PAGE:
Desperate farmers beg for financial aid as national drought disaster looms

There’s a haunting Nguni song calling for rain in the movie of Bryce Courtenay’s powerful South African novel, “The Power of One” – and we should all be singing it in supplication to our ancestors as food price inflation heads for 12%. This is the highest in five years and double the increase in prices for the average basket of goods. Agri SA wants far more State financial intervention as dam levels continue to drop and rivers run dry. Remember; last year’s country-wide rainfall was already the lowest since records began in 1904. Even though the prospects for above-average rainfall in the coming months are improving, we’re working off a parched baseline. For an agricultural industry that exports R7,7bn annually and is the continents’ largest grain producer (becoming a net importer of grain since 2008), the consequences could still be catastrophic. According to John Purchase, CEO of the Agricultural Business Chamber (Agbiz), the lack of surface run off in irrigation areas is leading to major water rationing and way lower crop yields. For the first time in 24 years, the water and sanitation department levied water restrictions in the Orange River – by 15% for farmers that irrigate, and by 10% for industrial and domestic use. The government has spent R268m on drought relief from its Comprehensive Agricultural Support Programme. Provinces made R173m available to assist farmers with animal feed and stock, and an additional R198m to help smallholder farmers. But Agri SA says R16.6bn is needed (up to March) to subsidise feed purchases, provide grants and interest-rate support to aid commercial growers in financial distress and help farmers pay workers. Sicela Imvula Bo! *(We ask for rain – the title of the Power of One song). Maybe our No 1 can use his power and lead us in musical supplication… – Chris Bateman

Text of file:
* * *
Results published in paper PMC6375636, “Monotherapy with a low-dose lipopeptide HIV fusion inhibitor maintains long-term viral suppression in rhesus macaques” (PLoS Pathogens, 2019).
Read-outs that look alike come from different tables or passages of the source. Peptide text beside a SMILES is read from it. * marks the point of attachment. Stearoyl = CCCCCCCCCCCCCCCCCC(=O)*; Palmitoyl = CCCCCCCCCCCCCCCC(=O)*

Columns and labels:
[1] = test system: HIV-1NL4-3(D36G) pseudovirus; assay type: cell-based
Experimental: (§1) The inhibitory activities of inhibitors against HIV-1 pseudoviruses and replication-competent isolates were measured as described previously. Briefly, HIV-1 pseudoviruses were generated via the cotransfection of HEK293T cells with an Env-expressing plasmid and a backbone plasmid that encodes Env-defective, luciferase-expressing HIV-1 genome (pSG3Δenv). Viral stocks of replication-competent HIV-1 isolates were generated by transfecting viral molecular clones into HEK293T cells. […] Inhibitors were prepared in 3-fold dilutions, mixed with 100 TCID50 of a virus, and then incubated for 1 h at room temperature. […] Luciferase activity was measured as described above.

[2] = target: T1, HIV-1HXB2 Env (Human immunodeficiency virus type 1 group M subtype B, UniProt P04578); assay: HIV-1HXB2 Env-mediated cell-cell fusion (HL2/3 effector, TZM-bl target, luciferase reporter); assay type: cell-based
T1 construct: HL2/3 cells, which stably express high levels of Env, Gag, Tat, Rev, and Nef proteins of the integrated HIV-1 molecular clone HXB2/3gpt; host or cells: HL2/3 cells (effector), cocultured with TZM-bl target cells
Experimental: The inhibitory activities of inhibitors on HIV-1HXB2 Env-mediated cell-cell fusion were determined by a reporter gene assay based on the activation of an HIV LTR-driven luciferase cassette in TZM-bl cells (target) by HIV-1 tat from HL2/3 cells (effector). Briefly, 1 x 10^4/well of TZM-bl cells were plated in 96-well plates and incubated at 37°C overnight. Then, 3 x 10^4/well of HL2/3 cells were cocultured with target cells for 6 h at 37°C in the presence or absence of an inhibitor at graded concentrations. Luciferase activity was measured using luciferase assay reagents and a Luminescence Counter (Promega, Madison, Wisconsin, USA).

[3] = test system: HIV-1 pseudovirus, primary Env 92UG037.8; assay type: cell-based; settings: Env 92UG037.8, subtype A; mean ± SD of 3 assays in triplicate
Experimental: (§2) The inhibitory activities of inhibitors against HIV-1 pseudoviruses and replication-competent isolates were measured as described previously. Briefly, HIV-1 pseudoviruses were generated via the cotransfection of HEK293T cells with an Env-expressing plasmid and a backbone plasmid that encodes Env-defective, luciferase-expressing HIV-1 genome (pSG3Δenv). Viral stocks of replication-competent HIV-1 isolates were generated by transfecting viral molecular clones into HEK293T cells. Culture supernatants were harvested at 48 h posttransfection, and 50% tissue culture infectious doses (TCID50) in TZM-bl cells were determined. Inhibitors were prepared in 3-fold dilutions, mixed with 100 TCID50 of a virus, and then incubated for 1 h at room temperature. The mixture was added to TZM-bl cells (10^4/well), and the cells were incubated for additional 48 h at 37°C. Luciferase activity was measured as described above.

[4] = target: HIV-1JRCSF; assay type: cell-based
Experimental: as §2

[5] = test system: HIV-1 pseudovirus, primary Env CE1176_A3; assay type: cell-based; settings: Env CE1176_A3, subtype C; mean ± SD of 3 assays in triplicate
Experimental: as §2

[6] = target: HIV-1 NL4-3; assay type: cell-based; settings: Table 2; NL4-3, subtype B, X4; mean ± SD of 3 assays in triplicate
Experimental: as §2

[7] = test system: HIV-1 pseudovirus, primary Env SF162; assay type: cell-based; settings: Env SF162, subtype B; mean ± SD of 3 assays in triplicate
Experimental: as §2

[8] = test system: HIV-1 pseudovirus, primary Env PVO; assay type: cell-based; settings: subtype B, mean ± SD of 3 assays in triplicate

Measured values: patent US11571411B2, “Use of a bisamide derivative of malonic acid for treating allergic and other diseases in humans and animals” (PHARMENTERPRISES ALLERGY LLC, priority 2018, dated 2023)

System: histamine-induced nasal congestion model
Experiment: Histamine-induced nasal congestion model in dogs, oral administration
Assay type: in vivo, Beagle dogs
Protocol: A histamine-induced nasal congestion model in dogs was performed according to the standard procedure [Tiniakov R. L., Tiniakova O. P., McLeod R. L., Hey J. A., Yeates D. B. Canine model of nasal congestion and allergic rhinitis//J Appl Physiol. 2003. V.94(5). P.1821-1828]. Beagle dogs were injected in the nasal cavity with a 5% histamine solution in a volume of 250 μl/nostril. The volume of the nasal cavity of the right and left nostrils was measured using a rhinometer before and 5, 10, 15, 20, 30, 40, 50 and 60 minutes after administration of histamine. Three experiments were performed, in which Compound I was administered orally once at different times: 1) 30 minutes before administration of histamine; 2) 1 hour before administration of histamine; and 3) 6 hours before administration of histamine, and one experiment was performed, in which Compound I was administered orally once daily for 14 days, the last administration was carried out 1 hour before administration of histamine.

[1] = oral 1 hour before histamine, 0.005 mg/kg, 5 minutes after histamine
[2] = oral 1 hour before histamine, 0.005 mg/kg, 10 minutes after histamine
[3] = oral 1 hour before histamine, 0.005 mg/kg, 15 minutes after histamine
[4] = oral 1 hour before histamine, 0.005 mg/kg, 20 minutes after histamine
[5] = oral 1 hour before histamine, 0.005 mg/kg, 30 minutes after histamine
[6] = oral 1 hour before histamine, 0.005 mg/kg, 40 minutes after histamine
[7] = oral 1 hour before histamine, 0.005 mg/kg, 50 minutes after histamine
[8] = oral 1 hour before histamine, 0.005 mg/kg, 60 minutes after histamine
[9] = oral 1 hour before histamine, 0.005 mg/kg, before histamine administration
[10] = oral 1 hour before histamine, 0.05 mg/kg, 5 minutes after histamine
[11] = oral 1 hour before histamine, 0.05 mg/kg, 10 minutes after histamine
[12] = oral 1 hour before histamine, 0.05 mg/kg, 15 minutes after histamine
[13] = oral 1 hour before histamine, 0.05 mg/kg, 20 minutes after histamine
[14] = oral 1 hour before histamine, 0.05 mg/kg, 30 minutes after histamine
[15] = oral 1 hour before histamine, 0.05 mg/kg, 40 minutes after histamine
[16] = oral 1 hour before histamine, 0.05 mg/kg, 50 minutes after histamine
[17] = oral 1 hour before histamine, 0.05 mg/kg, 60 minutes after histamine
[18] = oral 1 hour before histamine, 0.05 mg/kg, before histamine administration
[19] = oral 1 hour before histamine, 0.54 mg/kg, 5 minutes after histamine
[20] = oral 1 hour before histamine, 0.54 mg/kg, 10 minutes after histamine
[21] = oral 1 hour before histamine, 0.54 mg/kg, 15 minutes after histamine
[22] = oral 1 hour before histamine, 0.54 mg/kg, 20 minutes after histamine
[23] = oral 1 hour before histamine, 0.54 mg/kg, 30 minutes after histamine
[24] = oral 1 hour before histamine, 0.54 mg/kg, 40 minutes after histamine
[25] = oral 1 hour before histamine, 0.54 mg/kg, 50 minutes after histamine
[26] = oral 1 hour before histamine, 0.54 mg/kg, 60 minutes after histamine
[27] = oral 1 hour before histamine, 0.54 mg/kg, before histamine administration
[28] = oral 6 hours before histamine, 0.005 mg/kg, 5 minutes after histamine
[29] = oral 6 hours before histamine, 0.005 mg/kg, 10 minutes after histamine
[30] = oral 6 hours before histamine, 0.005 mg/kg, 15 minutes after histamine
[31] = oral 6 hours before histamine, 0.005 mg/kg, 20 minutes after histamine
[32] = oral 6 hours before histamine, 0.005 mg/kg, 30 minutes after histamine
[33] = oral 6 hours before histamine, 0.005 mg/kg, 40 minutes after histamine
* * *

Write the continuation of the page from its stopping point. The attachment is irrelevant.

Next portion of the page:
Cape Town – Agri SA is making a desperate plea to the private sector and government for urgent financial aid to help struggling farmers bearing the brunt of drought.

It warned on Monday that farmers in certain parts of the country continue to suffer the negative effects of the drought and are struggling to survive.

Koos Dafel, a farmer, poses for a photograph beside the carcass of a cow killed by drought on his farm in Mpumalanga, South Africa. Photographer: Waldo Swiegers/Bloomberg

Despite widespread rains over large parts of the country, parts of the Northern Cape, Western Cape, North West, Limpopo and the Free State are still in the grip of the worst drought this decade.

Johannes Möller, the president of Agri SA, explained that a drought is not a one-year phenomenon. “The western parts of the country, where devastating drought conditions have been experienced over the past three years, can testify to this.”

It has had a serious impact on cash flow and production credit arrangements, which in turn will increasingly affect farmers’ financial survival, he said.

“The drought also had an extremely negative effect on the socio-economic conditions of rural farming communities and the development of our rural areas,” said Möller.

Read also: Johannes Wessels: Drought’s R16bn tsunami – small, medium towns at risk

During the past year Agri SA launched various initiatives to provide needy farmers with drought relief. However, a shortage of funds has now resulted in Agri SA being unable to provide further assistance.

“We therefore call urgently on the private sector to make further contributions to the Agri SA drought relief fund,” said Möller.

He also encouraged the government to come on board. “The time has now come for the government to provide further assistance to commercial and small-scale farmers to help them survive.”

Agri SA is concerned about the current welfare of farmers and farm workers and the humanitarian impact of the drought, as well as their ability to survive.

“Similarly, we are concerned about the lack of stock feed to pull animals through during this time. We are grateful for the generous support that Agri SA’s drought relief fund has already received and which can be used again to assist various farming communities.”

Anyone wanting to help the farmers can make a deposit using the below details:

Beneficiary: Agri SA Drought Relief Fund
Bank: ABSA
Account Type: Cheque
Account Number: 40-6854-0775
Branch Code: 632 005 (Business Bank – Pretoria East)
Beneficiary Reference: RAMP

“Agri SA alone cannot meet the farmers’ needs and therefore we call urgently for financial contributions,” concluded Möller.

Source: Fin24

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